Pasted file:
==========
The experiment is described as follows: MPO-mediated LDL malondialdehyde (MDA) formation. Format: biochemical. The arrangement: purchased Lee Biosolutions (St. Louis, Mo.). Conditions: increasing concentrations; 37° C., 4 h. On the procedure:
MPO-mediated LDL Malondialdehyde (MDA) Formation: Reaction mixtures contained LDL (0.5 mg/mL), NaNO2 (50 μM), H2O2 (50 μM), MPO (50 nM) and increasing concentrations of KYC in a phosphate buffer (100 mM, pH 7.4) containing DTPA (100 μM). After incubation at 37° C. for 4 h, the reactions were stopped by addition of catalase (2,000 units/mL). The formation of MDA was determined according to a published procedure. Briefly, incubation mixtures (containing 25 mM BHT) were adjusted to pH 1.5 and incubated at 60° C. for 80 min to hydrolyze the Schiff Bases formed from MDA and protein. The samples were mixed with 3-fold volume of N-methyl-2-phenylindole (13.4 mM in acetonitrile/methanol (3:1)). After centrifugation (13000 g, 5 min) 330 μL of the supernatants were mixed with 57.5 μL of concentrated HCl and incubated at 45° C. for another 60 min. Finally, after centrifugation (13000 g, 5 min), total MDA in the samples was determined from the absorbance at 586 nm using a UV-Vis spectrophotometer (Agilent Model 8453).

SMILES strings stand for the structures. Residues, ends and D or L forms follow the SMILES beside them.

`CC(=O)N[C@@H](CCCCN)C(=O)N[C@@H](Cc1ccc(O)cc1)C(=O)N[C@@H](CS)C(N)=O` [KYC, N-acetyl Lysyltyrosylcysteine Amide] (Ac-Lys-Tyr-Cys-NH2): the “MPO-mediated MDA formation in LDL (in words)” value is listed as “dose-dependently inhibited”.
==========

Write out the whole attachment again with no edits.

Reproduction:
The experiment is described as follows: MPO-mediated LDL malondialdehyde (MDA) formation. Format: biochemical. The arrangement: purchased Lee Biosolutions (St. Louis, Mo.). Conditions: increasing concentrations; 37° C., 4 h. On the procedure:
MPO-mediated LDL Malondialdehyde (MDA) Formation: Reaction mixtures contained LDL (0.5 mg/mL), NaNO2 (50 μM), H2O2 (50 μM), MPO (50 nM) and increasing concentrations of KYC in a phosphate buffer (100 mM, pH 7.4) containing DTPA (100 μM). After incubation at 37° C. for 4 h, the reactions were stopped by addition of catalase (2,000 units/mL). The formation of MDA was determined according to a published procedure. Briefly, incubation mixtures (containing 25 mM BHT) were adjusted to pH 1.5 and incubated at 60° C. for 80 min to hydrolyze the Schiff Bases formed from MDA and protein. The samples were mixed with 3-fold volume of N-methyl-2-phenylindole (13.4 mM in acetonitrile/methanol (3:1)). After centrifugation (13000 g, 5 min) 330 μL of the supernatants were mixed with 57.5 μL of concentrated HCl and incubated at 45° C. for another 60 min. Finally, after centrifugation (13000 g, 5 min), total MDA in the samples was determined from the absorbance at 586 nm using a UV-Vis spectrophotometer (Agilent Model 8453).

SMILES strings stand for the structures. Residues, ends and D or L forms follow the SMILES beside them.

`CC(=O)N[C@@H](CCCCN)C(=O)N[C@@H](Cc1ccc(O)cc1)C(=O)N[C@@H](CS)C(N)=O` [KYC, N-acetyl Lysyltyrosylcysteine Amide] (Ac-Lys-Tyr-Cys-NH2): the “MPO-mediated MDA formation in LDL (in words)” value is listed as “dose-dependently inhibited”.